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Stopping “Stop-and-frisk”

January 14, 2018

When New York City ended its infamous “stop-and-frisk” policy, conservatives howled that crime would skyrocket.

They were wrong,

How do we know? They admit it.

In this wonderfully candid piece in the National Review, conservative columnist Kyle Smith concedes, “We were wrong.”

Over the past four years of Mayor Bill De Blasio’s administration, crime has continued a “breathtaking decline.” In 2017, the total number of major crimes fell another 6 percent off the previous year’s record low, and homicides in the city of more than 8.5 million residents fell 12.5 percent, to 290 deaths — the lowest homicide rate of any U.S. city. Indeed, New York City’s homicide rate per 100,000 residents is one-eighth that of Chicago.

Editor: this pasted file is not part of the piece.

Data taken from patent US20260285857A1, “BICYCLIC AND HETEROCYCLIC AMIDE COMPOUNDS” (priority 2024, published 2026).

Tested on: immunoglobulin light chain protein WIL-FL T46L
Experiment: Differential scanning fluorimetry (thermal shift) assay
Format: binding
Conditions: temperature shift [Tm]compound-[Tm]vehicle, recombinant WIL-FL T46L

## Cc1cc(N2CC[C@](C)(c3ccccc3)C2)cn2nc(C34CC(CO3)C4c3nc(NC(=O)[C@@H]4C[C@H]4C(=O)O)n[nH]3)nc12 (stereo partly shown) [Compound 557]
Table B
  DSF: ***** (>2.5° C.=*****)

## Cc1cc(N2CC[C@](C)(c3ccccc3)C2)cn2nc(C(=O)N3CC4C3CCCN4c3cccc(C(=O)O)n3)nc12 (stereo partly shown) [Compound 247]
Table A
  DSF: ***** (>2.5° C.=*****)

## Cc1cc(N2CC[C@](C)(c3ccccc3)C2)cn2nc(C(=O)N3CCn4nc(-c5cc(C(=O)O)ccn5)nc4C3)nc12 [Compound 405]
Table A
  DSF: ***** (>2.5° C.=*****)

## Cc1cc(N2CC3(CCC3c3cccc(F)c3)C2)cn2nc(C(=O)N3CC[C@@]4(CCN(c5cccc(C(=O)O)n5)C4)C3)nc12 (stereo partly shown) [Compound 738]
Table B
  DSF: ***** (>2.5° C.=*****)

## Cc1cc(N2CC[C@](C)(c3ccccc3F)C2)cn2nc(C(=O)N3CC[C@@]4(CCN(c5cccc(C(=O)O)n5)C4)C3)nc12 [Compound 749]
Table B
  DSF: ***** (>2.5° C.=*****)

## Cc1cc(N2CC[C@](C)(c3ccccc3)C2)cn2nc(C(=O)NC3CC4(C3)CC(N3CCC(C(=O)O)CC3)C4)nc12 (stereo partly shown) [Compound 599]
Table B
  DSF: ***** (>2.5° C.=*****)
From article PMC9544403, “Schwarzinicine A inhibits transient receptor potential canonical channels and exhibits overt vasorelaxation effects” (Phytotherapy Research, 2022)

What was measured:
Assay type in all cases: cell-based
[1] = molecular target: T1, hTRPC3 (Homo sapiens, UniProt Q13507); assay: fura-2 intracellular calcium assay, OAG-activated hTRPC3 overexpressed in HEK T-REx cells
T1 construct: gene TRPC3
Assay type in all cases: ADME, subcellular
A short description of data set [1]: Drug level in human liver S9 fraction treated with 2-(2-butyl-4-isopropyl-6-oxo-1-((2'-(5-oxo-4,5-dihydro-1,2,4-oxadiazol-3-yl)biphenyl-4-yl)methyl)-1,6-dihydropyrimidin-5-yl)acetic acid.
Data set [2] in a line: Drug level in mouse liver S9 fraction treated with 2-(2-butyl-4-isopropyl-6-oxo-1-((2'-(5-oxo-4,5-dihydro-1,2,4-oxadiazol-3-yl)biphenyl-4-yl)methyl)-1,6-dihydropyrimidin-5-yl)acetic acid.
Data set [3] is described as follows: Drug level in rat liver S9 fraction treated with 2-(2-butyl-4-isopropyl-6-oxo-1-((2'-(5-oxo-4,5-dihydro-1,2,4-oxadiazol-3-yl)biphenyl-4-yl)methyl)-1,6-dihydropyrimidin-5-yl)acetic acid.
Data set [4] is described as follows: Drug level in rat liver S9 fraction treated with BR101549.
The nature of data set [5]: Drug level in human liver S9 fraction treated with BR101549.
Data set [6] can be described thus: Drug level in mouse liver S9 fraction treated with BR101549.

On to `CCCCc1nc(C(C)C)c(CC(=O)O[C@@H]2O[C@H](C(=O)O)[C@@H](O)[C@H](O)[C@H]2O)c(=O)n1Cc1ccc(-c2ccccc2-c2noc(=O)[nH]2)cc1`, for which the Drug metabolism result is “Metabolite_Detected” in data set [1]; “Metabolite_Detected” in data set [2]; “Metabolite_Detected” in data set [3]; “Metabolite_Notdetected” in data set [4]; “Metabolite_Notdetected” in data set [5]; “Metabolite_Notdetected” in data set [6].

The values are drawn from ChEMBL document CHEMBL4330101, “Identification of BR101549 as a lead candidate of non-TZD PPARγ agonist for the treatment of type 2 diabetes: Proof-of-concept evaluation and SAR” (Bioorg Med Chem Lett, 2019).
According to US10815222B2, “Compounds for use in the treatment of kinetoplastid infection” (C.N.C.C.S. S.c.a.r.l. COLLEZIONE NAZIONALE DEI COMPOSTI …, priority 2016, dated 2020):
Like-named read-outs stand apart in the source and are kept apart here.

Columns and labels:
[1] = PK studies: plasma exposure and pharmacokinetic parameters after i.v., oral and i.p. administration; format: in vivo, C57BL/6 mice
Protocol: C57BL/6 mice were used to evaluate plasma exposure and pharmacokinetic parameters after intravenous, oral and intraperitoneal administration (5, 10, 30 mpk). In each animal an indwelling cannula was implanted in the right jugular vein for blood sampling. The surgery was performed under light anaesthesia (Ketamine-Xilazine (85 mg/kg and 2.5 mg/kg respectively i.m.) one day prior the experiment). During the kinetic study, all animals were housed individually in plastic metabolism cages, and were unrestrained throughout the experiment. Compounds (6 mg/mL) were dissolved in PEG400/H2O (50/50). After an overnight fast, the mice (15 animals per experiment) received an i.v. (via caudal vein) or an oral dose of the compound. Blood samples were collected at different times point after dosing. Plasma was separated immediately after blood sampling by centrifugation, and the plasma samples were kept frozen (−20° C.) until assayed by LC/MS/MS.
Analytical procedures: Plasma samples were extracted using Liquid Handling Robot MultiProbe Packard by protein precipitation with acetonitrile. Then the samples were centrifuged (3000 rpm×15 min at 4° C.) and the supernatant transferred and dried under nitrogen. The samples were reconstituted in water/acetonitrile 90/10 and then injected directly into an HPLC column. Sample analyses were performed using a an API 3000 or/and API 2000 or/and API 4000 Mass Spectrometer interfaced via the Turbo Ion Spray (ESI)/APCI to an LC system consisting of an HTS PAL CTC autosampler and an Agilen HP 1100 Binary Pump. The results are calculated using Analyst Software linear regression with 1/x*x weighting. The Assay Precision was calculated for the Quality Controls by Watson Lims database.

And these figures come amid a 98 percent decline in police stop-and-frisk encounters with citizens, which peaked in 2011 at 686,000 under previous Mayor Michael Bloomberg.

The New York City Police Department admitted that 80 percent of those stopped were “completely innocent” of any offense. Police today attribute the decline in crime to a policy of targeting repeat offenders and to a “community policing” program designed to build trust and two-way communication with the public.

On stop-and-frisk, writes Smith, liberals are “entitled to an I-told-you-so moment.”

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